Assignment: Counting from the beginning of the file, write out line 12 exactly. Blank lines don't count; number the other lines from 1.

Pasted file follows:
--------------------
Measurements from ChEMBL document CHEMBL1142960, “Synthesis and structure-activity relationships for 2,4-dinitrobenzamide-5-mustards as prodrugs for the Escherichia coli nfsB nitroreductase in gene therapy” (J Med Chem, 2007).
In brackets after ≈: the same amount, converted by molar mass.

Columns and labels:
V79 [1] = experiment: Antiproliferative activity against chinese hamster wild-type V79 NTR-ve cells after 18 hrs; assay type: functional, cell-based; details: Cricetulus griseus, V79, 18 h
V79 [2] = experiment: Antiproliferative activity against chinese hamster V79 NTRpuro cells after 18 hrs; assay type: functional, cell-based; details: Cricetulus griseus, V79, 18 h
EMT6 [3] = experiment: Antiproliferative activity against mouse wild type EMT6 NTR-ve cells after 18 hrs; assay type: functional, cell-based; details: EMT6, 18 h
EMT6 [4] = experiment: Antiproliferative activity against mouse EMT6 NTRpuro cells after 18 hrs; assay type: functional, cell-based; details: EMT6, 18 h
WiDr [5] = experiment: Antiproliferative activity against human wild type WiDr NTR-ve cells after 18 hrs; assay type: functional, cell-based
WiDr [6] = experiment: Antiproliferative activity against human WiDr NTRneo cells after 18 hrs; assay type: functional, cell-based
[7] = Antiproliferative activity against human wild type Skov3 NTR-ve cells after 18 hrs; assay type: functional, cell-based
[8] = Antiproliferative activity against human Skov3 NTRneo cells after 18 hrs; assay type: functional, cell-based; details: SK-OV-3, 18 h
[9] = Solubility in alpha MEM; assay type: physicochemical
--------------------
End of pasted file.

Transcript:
[9] = Solubility in alpha MEM; assay type: physicochemical